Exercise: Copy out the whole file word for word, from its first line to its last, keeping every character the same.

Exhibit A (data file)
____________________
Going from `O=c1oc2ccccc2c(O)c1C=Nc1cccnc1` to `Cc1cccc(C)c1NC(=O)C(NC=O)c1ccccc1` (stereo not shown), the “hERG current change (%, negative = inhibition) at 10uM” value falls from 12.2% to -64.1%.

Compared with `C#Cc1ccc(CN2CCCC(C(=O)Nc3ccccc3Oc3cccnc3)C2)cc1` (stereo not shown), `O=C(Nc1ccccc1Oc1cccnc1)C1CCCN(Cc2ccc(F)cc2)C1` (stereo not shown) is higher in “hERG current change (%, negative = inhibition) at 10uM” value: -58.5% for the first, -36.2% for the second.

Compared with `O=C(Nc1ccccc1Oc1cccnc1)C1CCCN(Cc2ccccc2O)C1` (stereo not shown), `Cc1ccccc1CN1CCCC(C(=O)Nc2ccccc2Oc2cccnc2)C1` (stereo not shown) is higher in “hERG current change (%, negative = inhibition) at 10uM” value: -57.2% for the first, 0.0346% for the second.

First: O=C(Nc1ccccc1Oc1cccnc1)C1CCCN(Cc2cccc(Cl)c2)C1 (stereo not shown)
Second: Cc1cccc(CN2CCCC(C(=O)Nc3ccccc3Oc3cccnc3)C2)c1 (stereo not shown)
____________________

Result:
Going from `O=c1oc2ccccc2c(O)c1C=Nc1cccnc1` to `Cc1cccc(C)c1NC(=O)C(NC=O)c1ccccc1` (stereo not shown), the “hERG current change (%, negative = inhibition) at 10uM” value falls from 12.2% to -64.1%.

Compared with `C#Cc1ccc(CN2CCCC(C(=O)Nc3ccccc3Oc3cccnc3)C2)cc1` (stereo not shown), `O=C(Nc1ccccc1Oc1cccnc1)C1CCCN(Cc2ccc(F)cc2)C1` (stereo not shown) is higher in “hERG current change (%, negative = inhibition) at 10uM” value: -58.5% for the first, -36.2% for the second.

Compared with `O=C(Nc1ccccc1Oc1cccnc1)C1CCCN(Cc2ccccc2O)C1` (stereo not shown), `Cc1ccccc1CN1CCCC(C(=O)Nc2ccccc2Oc2cccnc2)C1` (stereo not shown) is higher in “hERG current change (%, negative = inhibition) at 10uM” value: -57.2% for the first, 0.0346% for the second.

First: O=C(Nc1ccccc1Oc1cccnc1)C1CCCN(Cc2cccc(Cl)c2)C1 (stereo not shown)
Second: Cc1cccc(CN2CCCC(C(=O)Nc3ccccc3Oc3cccnc3)C2)c1 (stereo not shown)